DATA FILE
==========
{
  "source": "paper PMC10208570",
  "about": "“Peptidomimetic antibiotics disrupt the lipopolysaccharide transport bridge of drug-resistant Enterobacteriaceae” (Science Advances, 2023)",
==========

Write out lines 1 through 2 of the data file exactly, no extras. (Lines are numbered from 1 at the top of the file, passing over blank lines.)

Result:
{
  "source": "paper PMC10208570",